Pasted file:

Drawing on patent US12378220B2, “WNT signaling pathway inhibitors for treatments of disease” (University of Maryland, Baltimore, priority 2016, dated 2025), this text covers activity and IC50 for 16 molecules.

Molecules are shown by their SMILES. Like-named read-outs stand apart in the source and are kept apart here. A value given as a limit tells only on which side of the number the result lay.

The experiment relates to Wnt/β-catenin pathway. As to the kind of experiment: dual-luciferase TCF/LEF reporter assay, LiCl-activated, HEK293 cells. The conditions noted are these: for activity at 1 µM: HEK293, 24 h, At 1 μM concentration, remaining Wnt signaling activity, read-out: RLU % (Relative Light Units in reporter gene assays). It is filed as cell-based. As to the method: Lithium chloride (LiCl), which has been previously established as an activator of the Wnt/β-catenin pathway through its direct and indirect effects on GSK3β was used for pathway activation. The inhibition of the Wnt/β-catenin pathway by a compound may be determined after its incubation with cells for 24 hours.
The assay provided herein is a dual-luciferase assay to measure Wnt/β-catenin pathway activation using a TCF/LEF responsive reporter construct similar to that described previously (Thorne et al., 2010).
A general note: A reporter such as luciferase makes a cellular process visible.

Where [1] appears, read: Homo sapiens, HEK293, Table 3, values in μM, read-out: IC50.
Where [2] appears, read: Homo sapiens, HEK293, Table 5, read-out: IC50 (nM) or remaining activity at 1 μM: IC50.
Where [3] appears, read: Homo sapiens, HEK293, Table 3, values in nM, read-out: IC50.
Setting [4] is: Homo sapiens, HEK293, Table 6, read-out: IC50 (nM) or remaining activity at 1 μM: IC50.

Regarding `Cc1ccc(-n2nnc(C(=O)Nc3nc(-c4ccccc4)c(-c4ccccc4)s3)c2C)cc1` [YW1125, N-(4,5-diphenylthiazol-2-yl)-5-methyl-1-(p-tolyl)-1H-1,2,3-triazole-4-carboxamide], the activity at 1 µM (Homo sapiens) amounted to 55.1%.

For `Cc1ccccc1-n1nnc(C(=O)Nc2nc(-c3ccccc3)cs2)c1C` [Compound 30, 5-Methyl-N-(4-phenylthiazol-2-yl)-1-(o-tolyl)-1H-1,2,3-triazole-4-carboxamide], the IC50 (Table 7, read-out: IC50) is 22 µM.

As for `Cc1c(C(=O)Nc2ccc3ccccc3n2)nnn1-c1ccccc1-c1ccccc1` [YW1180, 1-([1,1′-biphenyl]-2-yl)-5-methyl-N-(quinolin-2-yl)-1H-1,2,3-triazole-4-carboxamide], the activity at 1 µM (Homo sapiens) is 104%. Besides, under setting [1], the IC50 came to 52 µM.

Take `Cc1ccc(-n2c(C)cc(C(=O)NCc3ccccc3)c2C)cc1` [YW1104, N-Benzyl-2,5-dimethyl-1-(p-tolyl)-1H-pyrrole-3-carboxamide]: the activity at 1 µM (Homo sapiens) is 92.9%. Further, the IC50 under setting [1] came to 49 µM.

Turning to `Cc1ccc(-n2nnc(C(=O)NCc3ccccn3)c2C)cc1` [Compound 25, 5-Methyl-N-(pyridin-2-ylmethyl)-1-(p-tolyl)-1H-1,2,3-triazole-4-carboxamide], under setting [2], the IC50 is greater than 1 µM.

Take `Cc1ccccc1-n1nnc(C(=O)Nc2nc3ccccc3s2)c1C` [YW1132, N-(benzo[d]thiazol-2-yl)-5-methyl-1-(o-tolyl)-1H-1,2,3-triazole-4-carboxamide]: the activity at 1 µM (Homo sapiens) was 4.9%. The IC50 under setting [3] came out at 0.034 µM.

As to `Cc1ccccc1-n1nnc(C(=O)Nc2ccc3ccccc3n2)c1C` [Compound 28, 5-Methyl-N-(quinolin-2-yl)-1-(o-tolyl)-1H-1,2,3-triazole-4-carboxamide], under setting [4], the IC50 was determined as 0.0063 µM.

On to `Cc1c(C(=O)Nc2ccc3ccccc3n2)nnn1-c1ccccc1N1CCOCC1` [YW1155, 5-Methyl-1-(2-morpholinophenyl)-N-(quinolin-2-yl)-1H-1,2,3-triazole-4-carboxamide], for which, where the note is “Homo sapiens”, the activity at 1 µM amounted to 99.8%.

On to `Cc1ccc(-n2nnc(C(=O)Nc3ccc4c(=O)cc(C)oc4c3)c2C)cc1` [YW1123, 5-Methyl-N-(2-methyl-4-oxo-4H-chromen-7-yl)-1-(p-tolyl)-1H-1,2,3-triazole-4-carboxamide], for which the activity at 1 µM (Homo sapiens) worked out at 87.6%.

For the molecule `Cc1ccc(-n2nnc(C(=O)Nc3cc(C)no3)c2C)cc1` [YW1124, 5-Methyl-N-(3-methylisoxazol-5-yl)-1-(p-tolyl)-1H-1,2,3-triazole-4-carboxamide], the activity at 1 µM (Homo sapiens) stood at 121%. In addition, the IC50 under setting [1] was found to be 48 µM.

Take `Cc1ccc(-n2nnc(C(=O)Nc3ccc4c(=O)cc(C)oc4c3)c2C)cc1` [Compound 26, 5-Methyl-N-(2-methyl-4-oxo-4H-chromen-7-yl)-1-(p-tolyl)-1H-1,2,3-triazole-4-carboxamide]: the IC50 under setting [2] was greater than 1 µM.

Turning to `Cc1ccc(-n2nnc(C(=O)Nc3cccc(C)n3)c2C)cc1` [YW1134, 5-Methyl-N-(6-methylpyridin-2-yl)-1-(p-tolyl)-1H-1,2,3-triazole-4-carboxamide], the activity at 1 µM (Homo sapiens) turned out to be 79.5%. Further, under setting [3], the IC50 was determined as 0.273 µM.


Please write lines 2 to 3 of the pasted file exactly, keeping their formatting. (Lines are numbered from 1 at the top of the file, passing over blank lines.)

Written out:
Molecules are shown by their SMILES. Like-named read-outs stand apart in the source and are kept apart here. A value given as a limit tells only on which side of the number the result lay.

The experiment relates to Wnt/β-catenin pathway. As to the kind of experiment: dual-luciferase TCF/LEF reporter assay, LiCl-activated, HEK293 cells. The conditions noted are these: for activity at 1 µM: HEK293, 24 h, At 1 μM concentration, remaining Wnt signaling activity, read-out: RLU % (Relative Light Units in reporter gene assays). It is filed as cell-based. As to the method: Lithium chloride (LiCl), which has been previously established as an activator of the Wnt/β-catenin pathway through its direct and indirect effects on GSK3β was used for pathway activation. The inhibition of the Wnt/β-catenin pathway by a compound may be determined after its incubation with cells for 24 hours.